- Introduction to the Pearl of Great Price (2013 edition), LDS.org off-site
- Introduction to the Book of Abraham (2013 edition), LDS.org off-site
- "Introduction," Book of Mormon (2013 edition), off-site
- Thomas S. Monson, "Testimony of Joseph Smith," LDS.org (April 1997, reposted on josephsmith.net on September 11, 2013)
- Thomas S. Monson, Be A Light to the World," BYU Devotional Address, 1 November 2011.
- "Introduction," Book of Mormon, off-site
- "Priesthood Power," Ensign (May 2011).
- Thomas S. Monson, "Testimony of Joseph Smith," LDS.org (April 1997, reposted on josephsmith.net on September 11, 2013)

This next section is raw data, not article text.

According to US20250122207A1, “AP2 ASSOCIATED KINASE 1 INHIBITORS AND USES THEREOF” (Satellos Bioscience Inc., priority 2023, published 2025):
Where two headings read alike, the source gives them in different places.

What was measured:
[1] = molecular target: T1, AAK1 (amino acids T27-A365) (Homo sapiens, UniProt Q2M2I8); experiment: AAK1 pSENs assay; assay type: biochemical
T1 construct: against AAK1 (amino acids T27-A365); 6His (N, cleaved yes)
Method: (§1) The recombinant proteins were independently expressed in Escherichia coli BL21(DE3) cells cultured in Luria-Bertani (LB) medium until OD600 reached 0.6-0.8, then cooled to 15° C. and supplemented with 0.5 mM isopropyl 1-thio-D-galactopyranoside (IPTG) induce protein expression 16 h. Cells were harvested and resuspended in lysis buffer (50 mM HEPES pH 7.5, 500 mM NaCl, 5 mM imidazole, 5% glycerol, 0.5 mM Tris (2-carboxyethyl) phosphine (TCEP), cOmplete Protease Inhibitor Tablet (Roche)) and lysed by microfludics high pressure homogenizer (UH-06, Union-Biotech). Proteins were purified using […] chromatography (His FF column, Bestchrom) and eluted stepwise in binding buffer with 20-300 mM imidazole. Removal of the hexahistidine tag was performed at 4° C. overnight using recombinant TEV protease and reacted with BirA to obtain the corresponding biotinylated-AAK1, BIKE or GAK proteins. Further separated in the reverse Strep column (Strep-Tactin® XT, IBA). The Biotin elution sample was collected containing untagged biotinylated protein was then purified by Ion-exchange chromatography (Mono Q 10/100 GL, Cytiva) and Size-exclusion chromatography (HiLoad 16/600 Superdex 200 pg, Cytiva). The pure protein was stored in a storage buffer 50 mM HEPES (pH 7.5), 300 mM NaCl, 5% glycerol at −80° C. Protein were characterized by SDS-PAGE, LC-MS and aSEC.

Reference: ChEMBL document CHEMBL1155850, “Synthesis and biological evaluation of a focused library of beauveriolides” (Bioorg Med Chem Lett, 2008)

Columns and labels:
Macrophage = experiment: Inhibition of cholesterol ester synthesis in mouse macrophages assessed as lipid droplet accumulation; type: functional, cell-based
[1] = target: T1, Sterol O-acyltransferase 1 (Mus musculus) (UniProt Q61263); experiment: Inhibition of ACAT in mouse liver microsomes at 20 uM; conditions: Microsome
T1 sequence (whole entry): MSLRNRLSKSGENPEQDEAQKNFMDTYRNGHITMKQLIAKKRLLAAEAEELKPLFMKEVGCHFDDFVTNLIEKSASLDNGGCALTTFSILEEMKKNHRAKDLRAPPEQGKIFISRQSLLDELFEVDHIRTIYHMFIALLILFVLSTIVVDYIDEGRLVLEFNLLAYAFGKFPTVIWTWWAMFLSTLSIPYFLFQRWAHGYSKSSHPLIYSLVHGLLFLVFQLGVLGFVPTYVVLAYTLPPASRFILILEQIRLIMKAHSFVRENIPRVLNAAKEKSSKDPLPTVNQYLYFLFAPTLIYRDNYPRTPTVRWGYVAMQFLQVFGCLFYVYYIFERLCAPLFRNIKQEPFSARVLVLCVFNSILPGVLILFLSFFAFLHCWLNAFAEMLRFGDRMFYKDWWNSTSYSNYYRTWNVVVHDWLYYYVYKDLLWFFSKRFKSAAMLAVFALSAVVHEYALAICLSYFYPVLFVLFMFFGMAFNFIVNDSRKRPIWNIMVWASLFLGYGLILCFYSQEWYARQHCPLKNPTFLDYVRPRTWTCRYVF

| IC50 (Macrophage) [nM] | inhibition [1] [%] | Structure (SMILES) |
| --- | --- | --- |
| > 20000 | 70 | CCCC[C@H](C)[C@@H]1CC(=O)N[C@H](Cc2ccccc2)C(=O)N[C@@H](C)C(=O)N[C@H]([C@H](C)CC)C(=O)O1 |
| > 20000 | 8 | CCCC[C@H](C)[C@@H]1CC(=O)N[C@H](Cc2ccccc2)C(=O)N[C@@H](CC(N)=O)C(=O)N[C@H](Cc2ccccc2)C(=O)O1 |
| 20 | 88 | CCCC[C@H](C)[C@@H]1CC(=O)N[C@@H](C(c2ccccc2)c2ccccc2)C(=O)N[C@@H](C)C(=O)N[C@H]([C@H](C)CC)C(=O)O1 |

- Thomas S. Monson, "The Prophet Joseph Smith: Teacher by Example," October 2005 General Conference, LDS.org
- Thomas S. Monson, "Models to Follow," October 2002 General Conference, LDS.org.
- Thomas S. Monson, "The Prophet Joseph Smith: Teacher by Example," Ensign (June 1994).
- Thomas S. Monson, "My Personal Hall of Fame," October 1974 General Conference, LDS.org
- Thomas S. Monson, "Sailing Safely the Seas of Life," April 1982 General Conference, LDS.org.